Americans are constantly told that justice purged of personal values is an essential condition of a diverse society, just part of a social structure that must accommodate different interests and values. We trudge along like self-flagellants repeating the mantra, "Who am I to judge?" But most Americans probably share basic values of social interaction, like not making unreasonable demands and being considerate of others. Perhaps the common mores of decency and proportion have eroded not because of diversity but because successive generations have learned what they can get away with. If people see others getting away with selfish conduct, they become cynical, and some become selfish themselves. We keep bending over backwards to accommodate selfish and antisocial conduct, and then wonder why our social fabric is disintegrating.
Lincoln told colleagues to "discourage litigation."
What kind of justice system is it that allows someone to make up an amount of money to demand? Is that a fact to be "found" by a jury? It doesn't even qualify as a value judgment, which at least is a conclusion based on facts. Damages claimed today are completely arbitrary. Just stick your finger in the air and threaten someone with any number that comes to mind.
I wonder if judges ever ask themselves why it is that damage claims have escalated to a level where they are like a parody of a dysfunctional system of justice. The answer couldn't be more obvious. Judges sit on their hands and tolerate claims that make lotteries seem like small change. The reason people bring huge claims is not hard to divine: It's a form of extortion. Why else sue for such ridiculous amounts? Being sued for, say, $5 million for a regular accident may not cause you to fold your hand, but the possibility of ruin never strays far from your consciousness. Most million-dollar claims end up settling for thousands or less. But not all. All that it takes is for a jury to get madŠ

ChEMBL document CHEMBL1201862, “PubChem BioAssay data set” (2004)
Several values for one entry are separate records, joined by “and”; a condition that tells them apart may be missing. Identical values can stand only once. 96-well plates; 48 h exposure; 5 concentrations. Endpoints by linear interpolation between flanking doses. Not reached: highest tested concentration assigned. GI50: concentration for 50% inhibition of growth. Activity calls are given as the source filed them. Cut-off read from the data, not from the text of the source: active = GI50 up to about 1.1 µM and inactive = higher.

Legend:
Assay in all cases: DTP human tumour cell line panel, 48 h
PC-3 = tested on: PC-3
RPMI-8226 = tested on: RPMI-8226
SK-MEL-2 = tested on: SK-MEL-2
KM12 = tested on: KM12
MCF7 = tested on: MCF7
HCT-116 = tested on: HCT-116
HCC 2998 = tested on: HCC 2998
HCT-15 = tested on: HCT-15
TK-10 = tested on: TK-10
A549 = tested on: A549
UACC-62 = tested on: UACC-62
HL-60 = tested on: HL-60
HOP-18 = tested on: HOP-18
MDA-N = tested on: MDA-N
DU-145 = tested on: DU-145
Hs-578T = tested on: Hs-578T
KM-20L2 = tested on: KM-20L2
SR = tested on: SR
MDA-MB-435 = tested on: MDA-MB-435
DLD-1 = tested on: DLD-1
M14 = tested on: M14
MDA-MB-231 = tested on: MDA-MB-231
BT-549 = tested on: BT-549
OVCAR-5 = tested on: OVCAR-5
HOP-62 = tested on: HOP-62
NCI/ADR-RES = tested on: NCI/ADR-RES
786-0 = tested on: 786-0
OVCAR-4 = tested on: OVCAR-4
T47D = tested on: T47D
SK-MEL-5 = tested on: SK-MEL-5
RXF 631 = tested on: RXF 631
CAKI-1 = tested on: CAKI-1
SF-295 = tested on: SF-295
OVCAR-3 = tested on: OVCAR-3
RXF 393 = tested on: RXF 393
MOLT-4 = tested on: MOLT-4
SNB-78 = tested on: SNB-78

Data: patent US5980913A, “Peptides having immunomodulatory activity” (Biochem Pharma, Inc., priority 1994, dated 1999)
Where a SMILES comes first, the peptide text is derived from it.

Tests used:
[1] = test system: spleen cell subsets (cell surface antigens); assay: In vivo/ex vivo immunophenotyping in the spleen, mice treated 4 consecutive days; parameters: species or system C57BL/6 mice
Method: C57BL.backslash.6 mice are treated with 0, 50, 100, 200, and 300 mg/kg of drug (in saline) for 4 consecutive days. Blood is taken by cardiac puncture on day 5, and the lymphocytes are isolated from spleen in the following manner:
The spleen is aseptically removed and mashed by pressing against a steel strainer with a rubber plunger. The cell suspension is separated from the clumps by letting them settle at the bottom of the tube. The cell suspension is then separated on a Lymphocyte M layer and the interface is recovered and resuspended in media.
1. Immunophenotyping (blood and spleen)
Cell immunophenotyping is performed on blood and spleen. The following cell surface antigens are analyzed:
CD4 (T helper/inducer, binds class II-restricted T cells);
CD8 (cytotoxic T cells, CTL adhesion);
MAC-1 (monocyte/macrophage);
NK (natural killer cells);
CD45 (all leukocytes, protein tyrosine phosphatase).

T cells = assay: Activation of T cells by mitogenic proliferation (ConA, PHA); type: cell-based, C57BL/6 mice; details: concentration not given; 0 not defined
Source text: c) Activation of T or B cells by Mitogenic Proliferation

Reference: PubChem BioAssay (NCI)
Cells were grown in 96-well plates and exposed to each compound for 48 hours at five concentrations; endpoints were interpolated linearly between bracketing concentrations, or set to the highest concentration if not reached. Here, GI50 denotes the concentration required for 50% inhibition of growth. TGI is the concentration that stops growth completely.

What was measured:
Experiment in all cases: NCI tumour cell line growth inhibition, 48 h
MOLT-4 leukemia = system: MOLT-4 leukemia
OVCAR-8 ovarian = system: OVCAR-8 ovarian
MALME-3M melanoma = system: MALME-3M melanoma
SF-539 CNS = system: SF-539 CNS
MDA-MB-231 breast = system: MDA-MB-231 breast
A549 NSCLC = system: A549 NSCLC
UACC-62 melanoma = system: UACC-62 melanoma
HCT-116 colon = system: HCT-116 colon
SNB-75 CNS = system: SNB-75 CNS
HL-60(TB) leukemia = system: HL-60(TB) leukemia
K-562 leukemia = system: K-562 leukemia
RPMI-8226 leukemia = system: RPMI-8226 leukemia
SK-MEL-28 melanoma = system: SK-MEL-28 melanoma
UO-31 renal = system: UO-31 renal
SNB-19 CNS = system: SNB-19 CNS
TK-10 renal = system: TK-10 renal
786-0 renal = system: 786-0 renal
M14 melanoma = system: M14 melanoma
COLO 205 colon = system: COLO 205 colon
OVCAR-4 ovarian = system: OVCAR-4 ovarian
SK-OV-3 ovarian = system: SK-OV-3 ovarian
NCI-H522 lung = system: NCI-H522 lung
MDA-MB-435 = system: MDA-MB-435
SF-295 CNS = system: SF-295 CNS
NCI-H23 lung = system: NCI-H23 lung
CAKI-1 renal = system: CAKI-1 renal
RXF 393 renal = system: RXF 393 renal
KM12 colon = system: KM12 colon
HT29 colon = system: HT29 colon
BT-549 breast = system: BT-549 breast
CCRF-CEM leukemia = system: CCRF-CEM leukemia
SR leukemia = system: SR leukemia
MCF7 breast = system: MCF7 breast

United States Supreme Court
For decades, judges have been criticized for being too activist. The federal court in Boston caused riots when it forced children to be bused hours away from home. The federal court in Kansas City took over the school system, spending almost $2 billion to little or no effect. At the same time, courts across the land were deferring to ludicrous claims by private individuals. This apparent judicial inconsistency is only superficial: both share a common foundation of abdicating to a system of individual rights. Anything in the name of individual fairness. Nothing for the common good.
Judicial activism has a bad name. Experience teaches us that judges should be loath to take over management of government. But judges have a responsibility on behalf of a free society to assert standards of reasonable behavior and to prevent the power of justice from being used by private parties as a form of extortion. That's their role in our constitutional system.
Excerpts from THE COLLAPSE OF COMMON GOOD by Philip K. Howard (Ballantine Books 2001)